Daharia detainees: The police are using every trick in the book to incriminate us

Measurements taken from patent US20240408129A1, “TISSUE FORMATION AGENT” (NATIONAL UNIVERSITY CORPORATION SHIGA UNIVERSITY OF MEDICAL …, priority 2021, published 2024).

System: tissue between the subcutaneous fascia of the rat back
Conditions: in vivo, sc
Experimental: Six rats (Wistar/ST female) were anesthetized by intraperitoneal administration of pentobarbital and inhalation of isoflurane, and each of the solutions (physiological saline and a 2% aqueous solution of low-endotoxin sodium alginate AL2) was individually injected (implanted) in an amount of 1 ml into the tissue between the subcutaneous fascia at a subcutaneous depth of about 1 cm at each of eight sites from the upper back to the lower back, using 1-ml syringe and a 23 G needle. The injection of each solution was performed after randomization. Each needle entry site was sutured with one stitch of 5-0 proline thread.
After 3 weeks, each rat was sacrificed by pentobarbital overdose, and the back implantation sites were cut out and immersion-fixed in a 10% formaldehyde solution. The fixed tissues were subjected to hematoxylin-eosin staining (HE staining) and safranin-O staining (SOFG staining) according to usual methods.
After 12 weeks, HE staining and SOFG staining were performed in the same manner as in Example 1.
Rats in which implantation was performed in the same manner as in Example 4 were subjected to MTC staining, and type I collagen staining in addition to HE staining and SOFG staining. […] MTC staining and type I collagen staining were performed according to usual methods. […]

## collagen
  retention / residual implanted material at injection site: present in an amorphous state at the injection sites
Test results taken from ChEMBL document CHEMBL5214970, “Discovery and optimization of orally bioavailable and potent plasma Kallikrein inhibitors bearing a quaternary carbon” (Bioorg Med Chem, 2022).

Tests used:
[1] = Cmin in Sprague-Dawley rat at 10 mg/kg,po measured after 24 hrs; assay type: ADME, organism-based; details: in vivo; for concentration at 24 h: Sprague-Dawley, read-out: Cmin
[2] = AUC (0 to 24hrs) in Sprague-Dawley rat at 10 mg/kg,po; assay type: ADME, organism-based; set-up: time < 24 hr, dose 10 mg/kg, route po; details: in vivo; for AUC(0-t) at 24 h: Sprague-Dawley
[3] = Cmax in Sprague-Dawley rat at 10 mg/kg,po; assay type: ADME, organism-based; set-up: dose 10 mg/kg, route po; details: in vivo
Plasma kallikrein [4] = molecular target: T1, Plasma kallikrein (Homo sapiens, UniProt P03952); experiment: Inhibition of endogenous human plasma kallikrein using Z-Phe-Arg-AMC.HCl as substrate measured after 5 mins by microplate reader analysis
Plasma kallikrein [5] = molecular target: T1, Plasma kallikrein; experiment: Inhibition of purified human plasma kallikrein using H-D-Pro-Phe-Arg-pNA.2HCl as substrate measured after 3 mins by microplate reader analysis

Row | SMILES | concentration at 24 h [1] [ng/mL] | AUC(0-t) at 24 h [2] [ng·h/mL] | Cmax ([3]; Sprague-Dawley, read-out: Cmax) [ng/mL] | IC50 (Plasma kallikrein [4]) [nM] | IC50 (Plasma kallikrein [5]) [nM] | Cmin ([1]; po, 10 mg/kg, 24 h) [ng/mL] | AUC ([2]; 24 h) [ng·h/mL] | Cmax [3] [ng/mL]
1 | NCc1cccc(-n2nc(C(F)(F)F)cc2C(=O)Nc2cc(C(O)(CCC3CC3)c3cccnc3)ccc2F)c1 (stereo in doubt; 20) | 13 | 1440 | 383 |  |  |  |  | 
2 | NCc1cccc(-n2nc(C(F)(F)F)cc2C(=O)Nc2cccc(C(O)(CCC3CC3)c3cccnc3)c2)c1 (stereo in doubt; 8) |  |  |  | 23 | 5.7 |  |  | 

Thursday, December 6, 11:14 Fictitious news reports, interrogation by “Mossad agents”, “fellow inmates” trying to get detainees to talk, and physical violence were the methods that the police used on those suspected of setting a car on fire in Daharia, an Arab village near Hevron. Honenu attorneys state: The police are going through a great deal of effort to find evidence, apparently the case is baseless. At midnight last night, the court order preventing the three detainees in the Daharia vehicular arson case from speaking to an attorney expired. They were detained late on Sunday night, met last (Wednesday) night for the first time with attorneys from Honenu, and related to them their experiences during detention and interrogation. According to the attorneys, from conversations with the detainees it appears that the evidence in the hands of the police is quite weak and therefore they are using unusual means to extract even false confessions. Once a detainee confesses falsely in order to avoid discomfort or police brutality it is usually accepted in the courts even though evidence proves the opposite. Shortly after their detention on Sunday night, a Honenu attorney arrived at the detention centers at which the detainees are being held. The detainees are being held in separate cells, each one in a different detention center (Hevron, Ma’ale Adumim and the Russian Compound in Jerusalem), apparently in order to isolate them and thereby increase the pressure on them. The police, in violation of the law, refused to allow the detainees to meet with an attorney, claiming that they intended to request a court order banning them from speaking to an attorney. Later, in an unusual step, a court order was issued at the request of the police. Honenu notes that this is an unusual procedure which has been used in only a few of the “price tag” incident cases. Ordinarily a court order such as this is requested only in serious criminal investigations, such as particularly severe incidents of murder or rape, in which there is a genuine concern that a meeting with an attorney will disrupt the investigation. During the remand, Honenu attorney Adi Kedar filed two petition, one with the Jerusalem District Court, and the other with the Supreme Court of Israel, in order to cancel the unusual court order preventing the detainees from meeting with an attorney. Both of the petitions were rejected. As stated above at midnight last night the court order expired and Honenu attorneys met last night and this morning with the detainees. According to attorneys, Yehuda Shoshan and Itamar Ben-Gvir, who met with the detainees on behalf of Honenu, the detainees are in good spirits and stable despite the pressure applied to them by the police. Each one of the detainees individually said that during interrogation a fictitious “news broadcast” of Kol Yisrael was aired in their cells reporting that his two friends, the other detainees, had confessed to setting the car on fire. In one of the “broadcasts,” the detainee witnessed a heated discussion between the interrogators concerning the “information” which had been given to the media too early. According to the detainees they understood that the fictitious news broadcasts were intended to pressure them. “The methods used by the police to extort confessions are known to everyone,” said one of the detainees and added, “When I heard the ‘news’ I just started to laugh in the interrogation room.” The detainees also said that the police planted “inmates” in the cells in order to get them to confess. In one of the cases an interrogator was presented to the detainee as a Mossad agent in order to give the impression that the investigation was important on a national level. The detainees said that more than once physical violence was used on them in order to cause them discomfort. Itamar Ben-Gvir, one of the attorneys handling the case for Honenu, said that the police told one of the detainees that they had been watching him already for over half a year. “Half a year of surveillance has not resulted in any evidence. I think that that begs a question,” said Ben-Gvir. “It clearly seems that the evidence in the hands of the police has much less basis than has been presented to the media. The police are trying to acquire evidence at any cost – and as far as they are concerned, justifiably so. With the evidence they have now they do not have much chance in court,” concluded Ben-Gvir. Yehuda Shoshan, who represented the detainees in court on behalf of Honenu, said after conversing with them that, “The Israeli Police rushed to the media and publicized much information from the investigation at the same time that they prevented attorneys from communicating with the detainees. There has been no progress in the investigation, despite the corrupt attempts by the police to convince our clients to admit to carrying out acts which they deny doing. Today, a deliberation will take place on the appeal which we filed with the district court on the duration of their remand, in the hope that they will be released as soon as possible.”

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